We had a red pickup at the time and Champ loved that truck. One time I was driving through the center of town in the truck when I heard what sounded like something running beside me. I looked in the side-view mirror and sure enough, there was Champ running alongside the truck. He pulled similar moves several times.

Later, after my parents sold the truck, the new owner came and dropped Champ off to us one day. He lived on the other side of town, but somehow Champ had found the truck and made himself at home. My parents had him long after we all moved away.

Until recently, I never had many dogs of my own. We had one named Petey once and we all took a liking to him. But he was a roamer, disappeared one day, and he never came home.

A year or two after that my wife decided that her eldest son needed a dog. I reluctantly agreed. But I was not in agreement when I came and they had two dogs. They said they could not stand the thought of taking one dog away from its entire family, so they got two. Bad choice. They were too much. They were loud and turned a fairly decent-sized, grassy, side yard to dust. They had to go.

Close to three decades passed before I had dog again. Buckeye showed up at our house one day, a grandson fed him a couple times, and we had a dog. Buckeye was the kindest, most gentle dog I have ever known. She stayed outside or in the garage, and had a penchant for dragging things like skeletons and other trash into our side yard. But other than that, and the fact that she blessed us with a eight puppies not long after she moved in, she was all anyone could ever want in a dog.

The grandson was smaller then, and one of our favorite things was for him get Buckeye’s attention and then run from her. She’d chase him down, tackle him, then lick him all over as she nuzzled up next to him. But she was not an inside dog, I refused to tie her up, and she finally got hit one day chasing my wife and grandson down the road as they pulled away.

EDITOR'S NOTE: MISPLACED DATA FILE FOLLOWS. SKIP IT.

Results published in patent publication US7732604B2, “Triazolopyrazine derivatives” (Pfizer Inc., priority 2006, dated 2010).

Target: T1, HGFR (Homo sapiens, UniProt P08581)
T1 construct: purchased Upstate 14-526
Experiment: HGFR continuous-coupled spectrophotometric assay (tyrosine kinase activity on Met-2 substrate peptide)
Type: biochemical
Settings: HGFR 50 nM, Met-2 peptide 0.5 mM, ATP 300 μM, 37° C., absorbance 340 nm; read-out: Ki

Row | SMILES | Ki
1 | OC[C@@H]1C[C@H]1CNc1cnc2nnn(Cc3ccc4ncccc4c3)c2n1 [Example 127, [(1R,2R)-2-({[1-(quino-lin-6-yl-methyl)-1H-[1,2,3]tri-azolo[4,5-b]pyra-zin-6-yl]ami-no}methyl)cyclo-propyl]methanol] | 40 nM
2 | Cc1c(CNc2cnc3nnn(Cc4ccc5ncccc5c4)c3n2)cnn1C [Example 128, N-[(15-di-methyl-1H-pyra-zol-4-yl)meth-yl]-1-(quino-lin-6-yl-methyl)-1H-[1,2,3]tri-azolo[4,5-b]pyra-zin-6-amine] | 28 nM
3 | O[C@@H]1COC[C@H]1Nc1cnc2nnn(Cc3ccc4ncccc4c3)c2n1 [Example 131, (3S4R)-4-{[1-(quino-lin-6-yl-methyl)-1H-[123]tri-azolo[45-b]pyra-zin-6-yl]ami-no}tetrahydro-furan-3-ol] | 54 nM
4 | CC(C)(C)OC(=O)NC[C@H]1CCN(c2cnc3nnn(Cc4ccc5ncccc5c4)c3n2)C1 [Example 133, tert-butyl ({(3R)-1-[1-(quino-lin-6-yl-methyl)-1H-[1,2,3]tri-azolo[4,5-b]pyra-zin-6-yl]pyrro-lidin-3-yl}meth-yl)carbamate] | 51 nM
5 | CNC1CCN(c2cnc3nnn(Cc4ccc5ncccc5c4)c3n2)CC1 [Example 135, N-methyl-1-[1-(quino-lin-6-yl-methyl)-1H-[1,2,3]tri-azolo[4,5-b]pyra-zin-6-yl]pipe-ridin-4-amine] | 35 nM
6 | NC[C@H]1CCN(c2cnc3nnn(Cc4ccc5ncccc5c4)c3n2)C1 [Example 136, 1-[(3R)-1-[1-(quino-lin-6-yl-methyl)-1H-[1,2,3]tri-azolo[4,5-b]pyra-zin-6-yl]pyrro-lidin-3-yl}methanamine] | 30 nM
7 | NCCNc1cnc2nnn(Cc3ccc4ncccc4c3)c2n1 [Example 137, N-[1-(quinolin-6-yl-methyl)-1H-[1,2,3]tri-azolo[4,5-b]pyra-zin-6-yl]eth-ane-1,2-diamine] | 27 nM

Then came Duke. My youngest son wanted him for a high school graduation present, even though he was leaving for college in a couple months. The rest of the family almost talked me into it one night, but finally I said no. Absolutely no. Then the next day they showed up with him anyway.

Guess that tells you where I rank in my household.

I like Duke. I really do. But after five years my youngest son will graduate from college next month. Wherever he eventually lands, he plans to take “his” dog with him.

I suppose I’ll miss him – the dog, that is. But a hairless house, a few less chores and some extra pocket change will offset the loss.

It will not; however, appease the grandson. So, against my better judgement, I have loosely agreed to another small house dog – if Duke ever leaves – as long as it does not shed.

But, that does mean I will ever get used to the idea.

Reach Jeff Gilliland at 937-402-2522 or on Twitter @13gillilandj.

Jeff Gilliland Staff columnist
http://aimmedianetwork.com/wp-content/uploads/sites/33/2017/04/web1_1-Jeff-1-2.jpgJeff Gilliland Staff columnist